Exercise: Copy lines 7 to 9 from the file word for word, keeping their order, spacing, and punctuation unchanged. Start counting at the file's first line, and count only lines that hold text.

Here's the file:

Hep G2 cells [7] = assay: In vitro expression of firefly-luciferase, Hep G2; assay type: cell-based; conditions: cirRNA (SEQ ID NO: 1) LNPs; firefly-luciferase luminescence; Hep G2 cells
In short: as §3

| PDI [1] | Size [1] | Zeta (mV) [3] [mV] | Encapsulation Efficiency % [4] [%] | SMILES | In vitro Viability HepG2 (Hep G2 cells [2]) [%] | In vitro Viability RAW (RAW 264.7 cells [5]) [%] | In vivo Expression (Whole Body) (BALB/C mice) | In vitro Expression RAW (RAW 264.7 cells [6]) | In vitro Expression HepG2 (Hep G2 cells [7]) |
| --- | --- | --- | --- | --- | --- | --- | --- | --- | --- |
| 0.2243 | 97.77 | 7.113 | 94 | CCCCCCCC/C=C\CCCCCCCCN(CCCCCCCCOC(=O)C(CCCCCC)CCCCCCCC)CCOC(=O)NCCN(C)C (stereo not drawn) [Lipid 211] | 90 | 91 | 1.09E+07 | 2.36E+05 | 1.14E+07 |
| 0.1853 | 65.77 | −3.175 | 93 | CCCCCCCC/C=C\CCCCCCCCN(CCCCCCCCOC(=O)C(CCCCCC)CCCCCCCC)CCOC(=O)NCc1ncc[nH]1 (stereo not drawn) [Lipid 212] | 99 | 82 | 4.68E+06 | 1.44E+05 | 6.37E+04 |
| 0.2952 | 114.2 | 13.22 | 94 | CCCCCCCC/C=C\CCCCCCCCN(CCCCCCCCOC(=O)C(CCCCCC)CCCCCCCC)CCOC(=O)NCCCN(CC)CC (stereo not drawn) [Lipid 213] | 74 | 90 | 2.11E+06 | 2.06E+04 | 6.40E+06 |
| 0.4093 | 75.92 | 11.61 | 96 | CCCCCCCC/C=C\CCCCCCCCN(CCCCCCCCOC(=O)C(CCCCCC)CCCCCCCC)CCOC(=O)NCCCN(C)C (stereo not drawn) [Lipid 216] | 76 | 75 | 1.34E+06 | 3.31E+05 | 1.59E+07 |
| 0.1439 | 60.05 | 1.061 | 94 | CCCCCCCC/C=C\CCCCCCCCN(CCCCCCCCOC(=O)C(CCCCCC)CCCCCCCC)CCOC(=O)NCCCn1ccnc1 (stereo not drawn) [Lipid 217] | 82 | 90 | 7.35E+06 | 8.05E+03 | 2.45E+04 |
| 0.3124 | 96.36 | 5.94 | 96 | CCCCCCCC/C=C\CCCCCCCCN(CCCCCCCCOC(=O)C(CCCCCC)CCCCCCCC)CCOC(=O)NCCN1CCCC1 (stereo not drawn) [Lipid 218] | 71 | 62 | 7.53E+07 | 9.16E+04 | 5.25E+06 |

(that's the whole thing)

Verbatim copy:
| 0.2952 | 114.2 | 13.22 | 94 | CCCCCCCC/C=C\CCCCCCCCN(CCCCCCCCOC(=O)C(CCCCCC)CCCCCCCC)CCOC(=O)NCCCN(CC)CC (stereo not drawn) [Lipid 213] | 74 | 90 | 2.11E+06 | 2.06E+04 | 6.40E+06 |
| 0.4093 | 75.92 | 11.61 | 96 | CCCCCCCC/C=C\CCCCCCCCN(CCCCCCCCOC(=O)C(CCCCCC)CCCCCCCC)CCOC(=O)NCCCN(C)C (stereo not drawn) [Lipid 216] | 76 | 75 | 1.34E+06 | 3.31E+05 | 1.59E+07 |
| 0.1439 | 60.05 | 1.061 | 94 | CCCCCCCC/C=C\CCCCCCCCN(CCCCCCCCOC(=O)C(CCCCCC)CCCCCCCC)CCOC(=O)NCCCn1ccnc1 (stereo not drawn) [Lipid 217] | 82 | 90 | 7.35E+06 | 8.05E+03 | 2.45E+04 |